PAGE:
There is little controversy that overweight and obesity are prevalent and pose myriad health, work and economic challenges for individuals and the population. While energy expenditure and physical activity, specifically, are integral components of energy balance and a healthy lifestyle, the dominant driver of weight gain is energy consumption. There are strong data documenting parallel trends for BMI, portion size and eating frequency. It is our view that these associations reflect dysfunctional feeding stemming from insensitivity or errors of signaling systems that underlie ingestive behavior. This grant seeks funds to train predoctoral students for the study of healthful and dysfunctional feeding to address the problem of obesity. Training will be highly interdisciplinary and coordinated through the Ingestive Behavior Research Center (IBRC) at Purdue University. The Center is comprised of approximately 56 faculty residing in twelve departments on the West Lafayette campus as well as researchers at the Indiana University School of Medicine (IUSM). They bring expertise in the areas of nutrition, food science, psychology, animal science, neurology, physiology, genetics, endocrinology, sensory science, anthropology and agricultural economics. The Center curriculum includes didactic training in biochemistry, physiology, controls of feeding in humans and animal models, research design, statistics and ethics. This is augmented by advanced specialty courses in the areas of sensory studies, infant and child feeding, aging, food science, neural systems and health policy. Students are also encouraged to take advantage of other available resources on campus such as courses, activities and research opportunities offered through the Public Health Program, Cancer Center, Agricultural Research Center and Women's Global Health Institute to name only a few. IBRC also hosts a biennial international conference on topics related to ingestive behavior that requires participation by trainees and supports a visiting scholars program and special topics course, both of which bring eminent researchers to campus to interact with the trainees. Funds from the prior training grant supported two trainees per year and, based on our experience, success and growing demand, we now request support for two trainees per year over the next five years (5 total trainees). Complementary support for trainees will be provided by funds from various federal agencies, the University, and private donations to the trainers. Providing predoctoral students training on the antecedents, consequences and management of dysfunction eating and the skills necessary to further understanding of related issues should hasten resolution of the overweight/obesity problem.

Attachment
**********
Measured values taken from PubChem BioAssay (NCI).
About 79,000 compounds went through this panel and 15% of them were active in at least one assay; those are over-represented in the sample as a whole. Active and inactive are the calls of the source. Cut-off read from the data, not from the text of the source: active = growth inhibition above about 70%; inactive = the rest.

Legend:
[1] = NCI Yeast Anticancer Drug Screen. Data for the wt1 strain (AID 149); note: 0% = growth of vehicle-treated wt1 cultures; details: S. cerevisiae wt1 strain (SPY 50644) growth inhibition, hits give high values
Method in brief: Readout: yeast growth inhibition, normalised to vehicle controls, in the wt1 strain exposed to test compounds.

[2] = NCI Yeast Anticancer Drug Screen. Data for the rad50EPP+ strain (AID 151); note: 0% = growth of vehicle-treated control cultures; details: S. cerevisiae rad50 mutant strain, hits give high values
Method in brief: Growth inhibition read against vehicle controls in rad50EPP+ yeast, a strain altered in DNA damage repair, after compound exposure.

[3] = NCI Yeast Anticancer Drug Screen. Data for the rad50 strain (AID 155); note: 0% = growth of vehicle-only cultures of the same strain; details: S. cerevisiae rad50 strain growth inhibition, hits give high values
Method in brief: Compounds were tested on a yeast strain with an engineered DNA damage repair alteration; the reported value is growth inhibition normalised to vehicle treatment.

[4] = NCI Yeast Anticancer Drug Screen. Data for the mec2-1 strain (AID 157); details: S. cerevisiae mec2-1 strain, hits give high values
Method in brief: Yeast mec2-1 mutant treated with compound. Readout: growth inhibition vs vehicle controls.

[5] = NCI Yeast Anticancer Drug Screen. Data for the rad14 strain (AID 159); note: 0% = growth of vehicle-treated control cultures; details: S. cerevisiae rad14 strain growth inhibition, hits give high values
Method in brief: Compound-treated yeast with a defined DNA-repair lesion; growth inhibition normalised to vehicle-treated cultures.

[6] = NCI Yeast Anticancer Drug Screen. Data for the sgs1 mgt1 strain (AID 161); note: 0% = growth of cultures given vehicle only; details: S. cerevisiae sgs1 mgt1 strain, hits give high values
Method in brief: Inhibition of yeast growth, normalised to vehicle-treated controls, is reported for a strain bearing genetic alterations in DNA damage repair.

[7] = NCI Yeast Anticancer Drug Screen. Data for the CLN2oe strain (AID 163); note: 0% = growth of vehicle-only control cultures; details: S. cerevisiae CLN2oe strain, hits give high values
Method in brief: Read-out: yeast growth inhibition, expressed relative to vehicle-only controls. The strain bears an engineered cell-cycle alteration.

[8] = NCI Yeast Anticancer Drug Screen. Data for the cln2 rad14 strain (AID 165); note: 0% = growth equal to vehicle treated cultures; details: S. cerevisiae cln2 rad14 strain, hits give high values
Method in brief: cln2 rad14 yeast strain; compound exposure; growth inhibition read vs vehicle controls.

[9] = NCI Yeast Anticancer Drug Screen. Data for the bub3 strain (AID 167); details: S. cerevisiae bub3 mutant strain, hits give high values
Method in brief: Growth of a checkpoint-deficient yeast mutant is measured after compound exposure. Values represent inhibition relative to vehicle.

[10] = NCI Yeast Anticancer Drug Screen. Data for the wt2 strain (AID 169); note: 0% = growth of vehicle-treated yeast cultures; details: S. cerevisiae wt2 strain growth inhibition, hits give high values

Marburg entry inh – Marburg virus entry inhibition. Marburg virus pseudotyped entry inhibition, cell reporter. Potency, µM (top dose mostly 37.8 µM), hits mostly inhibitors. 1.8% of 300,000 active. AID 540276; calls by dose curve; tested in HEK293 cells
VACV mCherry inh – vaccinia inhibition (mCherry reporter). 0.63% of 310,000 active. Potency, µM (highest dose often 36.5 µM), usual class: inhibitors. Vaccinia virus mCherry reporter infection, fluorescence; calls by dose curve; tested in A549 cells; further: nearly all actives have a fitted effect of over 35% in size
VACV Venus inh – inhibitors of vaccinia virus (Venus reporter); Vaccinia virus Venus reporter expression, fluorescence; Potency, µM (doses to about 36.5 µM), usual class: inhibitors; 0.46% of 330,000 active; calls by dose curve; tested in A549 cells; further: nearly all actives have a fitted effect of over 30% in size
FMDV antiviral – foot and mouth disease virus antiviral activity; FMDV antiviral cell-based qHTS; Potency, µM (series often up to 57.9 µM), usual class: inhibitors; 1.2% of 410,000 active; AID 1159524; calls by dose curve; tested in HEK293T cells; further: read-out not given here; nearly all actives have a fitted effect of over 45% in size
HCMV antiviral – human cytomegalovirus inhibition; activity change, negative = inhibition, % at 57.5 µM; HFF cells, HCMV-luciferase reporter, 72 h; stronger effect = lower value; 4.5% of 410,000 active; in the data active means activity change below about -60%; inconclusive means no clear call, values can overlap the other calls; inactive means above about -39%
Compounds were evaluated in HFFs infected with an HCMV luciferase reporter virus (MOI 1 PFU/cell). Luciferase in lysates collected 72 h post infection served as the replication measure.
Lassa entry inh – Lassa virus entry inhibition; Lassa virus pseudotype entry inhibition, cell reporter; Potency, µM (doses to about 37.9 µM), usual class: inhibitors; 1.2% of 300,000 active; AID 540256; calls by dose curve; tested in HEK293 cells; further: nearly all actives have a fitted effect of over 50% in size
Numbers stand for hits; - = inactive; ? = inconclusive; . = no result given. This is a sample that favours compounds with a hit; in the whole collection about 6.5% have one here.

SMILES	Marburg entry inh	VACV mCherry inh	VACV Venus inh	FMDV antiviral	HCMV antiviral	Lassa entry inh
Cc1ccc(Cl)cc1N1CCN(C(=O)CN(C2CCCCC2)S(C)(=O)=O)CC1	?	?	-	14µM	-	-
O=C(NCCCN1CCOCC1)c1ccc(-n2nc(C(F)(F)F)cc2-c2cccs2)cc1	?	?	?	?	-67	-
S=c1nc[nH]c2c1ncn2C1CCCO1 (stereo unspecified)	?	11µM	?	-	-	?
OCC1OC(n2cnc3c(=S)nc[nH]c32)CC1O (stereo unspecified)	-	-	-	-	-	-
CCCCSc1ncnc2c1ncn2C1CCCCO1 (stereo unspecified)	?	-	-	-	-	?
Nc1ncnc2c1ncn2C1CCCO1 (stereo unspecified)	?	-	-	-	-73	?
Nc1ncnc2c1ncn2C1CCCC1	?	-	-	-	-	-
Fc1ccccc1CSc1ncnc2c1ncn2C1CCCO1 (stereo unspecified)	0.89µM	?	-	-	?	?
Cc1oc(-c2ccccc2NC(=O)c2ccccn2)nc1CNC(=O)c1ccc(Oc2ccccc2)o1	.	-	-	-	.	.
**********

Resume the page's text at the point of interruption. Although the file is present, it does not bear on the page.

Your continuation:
Dysfunctional eating contributes to weight gain and obesity with resulting adverse impacts on health, quality of life, productivity and economics. Providing predoctoral students with the knowledge and skills to expand understanding and improve the management of dysfunctional ingestive behavior should hasten amelioration of overweight/obesity and its consequences.
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